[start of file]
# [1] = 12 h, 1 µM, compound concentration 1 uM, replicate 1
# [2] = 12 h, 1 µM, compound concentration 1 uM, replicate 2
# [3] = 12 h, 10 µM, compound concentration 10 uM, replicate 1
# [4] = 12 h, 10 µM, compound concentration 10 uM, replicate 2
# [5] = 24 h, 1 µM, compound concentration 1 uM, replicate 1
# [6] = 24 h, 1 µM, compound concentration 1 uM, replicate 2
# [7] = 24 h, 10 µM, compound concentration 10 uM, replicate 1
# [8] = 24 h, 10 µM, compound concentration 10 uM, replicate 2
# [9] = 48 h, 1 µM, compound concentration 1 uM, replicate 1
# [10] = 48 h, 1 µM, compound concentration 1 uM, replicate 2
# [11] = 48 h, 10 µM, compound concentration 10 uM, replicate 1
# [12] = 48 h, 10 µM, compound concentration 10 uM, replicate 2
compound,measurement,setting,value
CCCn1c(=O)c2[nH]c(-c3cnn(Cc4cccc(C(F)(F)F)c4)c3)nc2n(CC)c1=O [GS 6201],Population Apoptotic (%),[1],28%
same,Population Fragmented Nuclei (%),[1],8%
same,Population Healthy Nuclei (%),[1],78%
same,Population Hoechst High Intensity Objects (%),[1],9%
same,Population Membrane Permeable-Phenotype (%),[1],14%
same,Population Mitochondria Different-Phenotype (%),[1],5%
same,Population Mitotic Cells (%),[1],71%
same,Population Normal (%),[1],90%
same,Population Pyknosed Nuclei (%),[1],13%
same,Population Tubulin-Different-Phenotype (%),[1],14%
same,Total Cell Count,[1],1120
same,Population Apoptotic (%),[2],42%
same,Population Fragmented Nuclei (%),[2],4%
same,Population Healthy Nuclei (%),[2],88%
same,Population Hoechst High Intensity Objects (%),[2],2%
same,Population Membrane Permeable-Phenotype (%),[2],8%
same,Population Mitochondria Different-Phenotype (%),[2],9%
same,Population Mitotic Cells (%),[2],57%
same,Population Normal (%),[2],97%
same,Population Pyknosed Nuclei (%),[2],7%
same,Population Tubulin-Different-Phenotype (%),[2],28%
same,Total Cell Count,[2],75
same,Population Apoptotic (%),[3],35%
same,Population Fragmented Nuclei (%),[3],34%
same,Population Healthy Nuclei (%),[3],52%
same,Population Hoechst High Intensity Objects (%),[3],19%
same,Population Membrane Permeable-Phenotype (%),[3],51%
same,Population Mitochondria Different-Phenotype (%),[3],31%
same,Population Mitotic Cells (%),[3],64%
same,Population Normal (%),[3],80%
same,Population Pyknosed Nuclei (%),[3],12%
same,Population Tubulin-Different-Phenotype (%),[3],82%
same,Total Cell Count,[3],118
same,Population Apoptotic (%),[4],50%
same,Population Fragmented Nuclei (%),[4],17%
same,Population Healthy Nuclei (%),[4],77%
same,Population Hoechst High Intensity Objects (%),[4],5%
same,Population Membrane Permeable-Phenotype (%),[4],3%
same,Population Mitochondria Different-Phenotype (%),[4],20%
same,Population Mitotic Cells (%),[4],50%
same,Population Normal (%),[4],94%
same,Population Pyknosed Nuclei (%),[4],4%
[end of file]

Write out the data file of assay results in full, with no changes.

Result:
# [1] = 12 h, 1 µM, compound concentration 1 uM, replicate 1
# [2] = 12 h, 1 µM, compound concentration 1 uM, replicate 2
# [3] = 12 h, 10 µM, compound concentration 10 uM, replicate 1
# [4] = 12 h, 10 µM, compound concentration 10 uM, replicate 2
# [5] = 24 h, 1 µM, compound concentration 1 uM, replicate 1
# [6] = 24 h, 1 µM, compound concentration 1 uM, replicate 2
# [7] = 24 h, 10 µM, compound concentration 10 uM, replicate 1
# [8] = 24 h, 10 µM, compound concentration 10 uM, replicate 2
# [9] = 48 h, 1 µM, compound concentration 1 uM, replicate 1
# [10] = 48 h, 1 µM, compound concentration 1 uM, replicate 2
# [11] = 48 h, 10 µM, compound concentration 10 uM, replicate 1
# [12] = 48 h, 10 µM, compound concentration 10 uM, replicate 2
compound,measurement,setting,value
CCCn1c(=O)c2[nH]c(-c3cnn(Cc4cccc(C(F)(F)F)c4)c3)nc2n(CC)c1=O [GS 6201],Population Apoptotic (%),[1],28%
same,Population Fragmented Nuclei (%),[1],8%
same,Population Healthy Nuclei (%),[1],78%
same,Population Hoechst High Intensity Objects (%),[1],9%
same,Population Membrane Permeable-Phenotype (%),[1],14%
same,Population Mitochondria Different-Phenotype (%),[1],5%
same,Population Mitotic Cells (%),[1],71%
same,Population Normal (%),[1],90%
same,Population Pyknosed Nuclei (%),[1],13%
same,Population Tubulin-Different-Phenotype (%),[1],14%
same,Total Cell Count,[1],1120
same,Population Apoptotic (%),[2],42%
same,Population Fragmented Nuclei (%),[2],4%
same,Population Healthy Nuclei (%),[2],88%
same,Population Hoechst High Intensity Objects (%),[2],2%
same,Population Membrane Permeable-Phenotype (%),[2],8%
same,Population Mitochondria Different-Phenotype (%),[2],9%
same,Population Mitotic Cells (%),[2],57%
same,Population Normal (%),[2],97%
same,Population Pyknosed Nuclei (%),[2],7%
same,Population Tubulin-Different-Phenotype (%),[2],28%
same,Total Cell Count,[2],75
same,Population Apoptotic (%),[3],35%
same,Population Fragmented Nuclei (%),[3],34%
same,Population Healthy Nuclei (%),[3],52%
same,Population Hoechst High Intensity Objects (%),[3],19%
same,Population Membrane Permeable-Phenotype (%),[3],51%
same,Population Mitochondria Different-Phenotype (%),[3],31%
same,Population Mitotic Cells (%),[3],64%
same,Population Normal (%),[3],80%
same,Population Pyknosed Nuclei (%),[3],12%
same,Population Tubulin-Different-Phenotype (%),[3],82%
same,Total Cell Count,[3],118
same,Population Apoptotic (%),[4],50%
same,Population Fragmented Nuclei (%),[4],17%
same,Population Healthy Nuclei (%),[4],77%
same,Population Hoechst High Intensity Objects (%),[4],5%
same,Population Membrane Permeable-Phenotype (%),[4],3%
same,Population Mitochondria Different-Phenotype (%),[4],20%
same,Population Mitotic Cells (%),[4],50%
same,Population Normal (%),[4],94%
same,Population Pyknosed Nuclei (%),[4],4%